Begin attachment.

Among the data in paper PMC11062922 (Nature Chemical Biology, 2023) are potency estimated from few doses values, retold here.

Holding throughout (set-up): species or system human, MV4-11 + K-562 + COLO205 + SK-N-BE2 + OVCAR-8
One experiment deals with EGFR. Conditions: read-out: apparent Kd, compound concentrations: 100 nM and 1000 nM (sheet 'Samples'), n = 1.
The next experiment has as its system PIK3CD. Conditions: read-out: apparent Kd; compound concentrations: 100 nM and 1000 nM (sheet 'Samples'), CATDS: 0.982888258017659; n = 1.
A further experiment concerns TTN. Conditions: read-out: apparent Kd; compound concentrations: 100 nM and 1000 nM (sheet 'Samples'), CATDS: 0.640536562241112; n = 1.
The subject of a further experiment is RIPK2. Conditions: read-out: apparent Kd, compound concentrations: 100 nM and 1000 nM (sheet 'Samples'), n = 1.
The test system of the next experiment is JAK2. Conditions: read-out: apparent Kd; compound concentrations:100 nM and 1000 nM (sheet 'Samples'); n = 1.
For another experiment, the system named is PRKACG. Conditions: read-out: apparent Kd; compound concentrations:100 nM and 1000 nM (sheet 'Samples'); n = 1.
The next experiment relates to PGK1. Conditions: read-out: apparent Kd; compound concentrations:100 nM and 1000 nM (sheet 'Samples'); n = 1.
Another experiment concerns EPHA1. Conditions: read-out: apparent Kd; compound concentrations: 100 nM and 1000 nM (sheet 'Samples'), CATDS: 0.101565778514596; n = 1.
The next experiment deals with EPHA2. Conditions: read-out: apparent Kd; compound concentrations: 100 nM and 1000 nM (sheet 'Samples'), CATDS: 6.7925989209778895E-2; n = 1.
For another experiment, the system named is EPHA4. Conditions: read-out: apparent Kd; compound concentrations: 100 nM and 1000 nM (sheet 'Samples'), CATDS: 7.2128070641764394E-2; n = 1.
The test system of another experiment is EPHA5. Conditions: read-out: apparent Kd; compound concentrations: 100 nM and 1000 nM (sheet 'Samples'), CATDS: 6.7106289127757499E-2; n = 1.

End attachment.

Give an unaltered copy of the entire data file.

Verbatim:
Among the data in paper PMC11062922 (Nature Chemical Biology, 2023) are potency estimated from few doses values, retold here.

Holding throughout (set-up): species or system human, MV4-11 + K-562 + COLO205 + SK-N-BE2 + OVCAR-8
One experiment deals with EGFR. Conditions: read-out: apparent Kd, compound concentrations: 100 nM and 1000 nM (sheet 'Samples'), n = 1.
The next experiment has as its system PIK3CD. Conditions: read-out: apparent Kd; compound concentrations: 100 nM and 1000 nM (sheet 'Samples'), CATDS: 0.982888258017659; n = 1.
A further experiment concerns TTN. Conditions: read-out: apparent Kd; compound concentrations: 100 nM and 1000 nM (sheet 'Samples'), CATDS: 0.640536562241112; n = 1.
The subject of a further experiment is RIPK2. Conditions: read-out: apparent Kd, compound concentrations: 100 nM and 1000 nM (sheet 'Samples'), n = 1.
The test system of the next experiment is JAK2. Conditions: read-out: apparent Kd; compound concentrations:100 nM and 1000 nM (sheet 'Samples'); n = 1.
For another experiment, the system named is PRKACG. Conditions: read-out: apparent Kd; compound concentrations:100 nM and 1000 nM (sheet 'Samples'); n = 1.
The next experiment relates to PGK1. Conditions: read-out: apparent Kd; compound concentrations:100 nM and 1000 nM (sheet 'Samples'); n = 1.
Another experiment concerns EPHA1. Conditions: read-out: apparent Kd; compound concentrations: 100 nM and 1000 nM (sheet 'Samples'), CATDS: 0.101565778514596; n = 1.
The next experiment deals with EPHA2. Conditions: read-out: apparent Kd; compound concentrations: 100 nM and 1000 nM (sheet 'Samples'), CATDS: 6.7925989209778895E-2; n = 1.
For another experiment, the system named is EPHA4. Conditions: read-out: apparent Kd; compound concentrations: 100 nM and 1000 nM (sheet 'Samples'), CATDS: 7.2128070641764394E-2; n = 1.
The test system of another experiment is EPHA5. Conditions: read-out: apparent Kd; compound concentrations: 100 nM and 1000 nM (sheet 'Samples'), CATDS: 6.7106289127757499E-2; n = 1.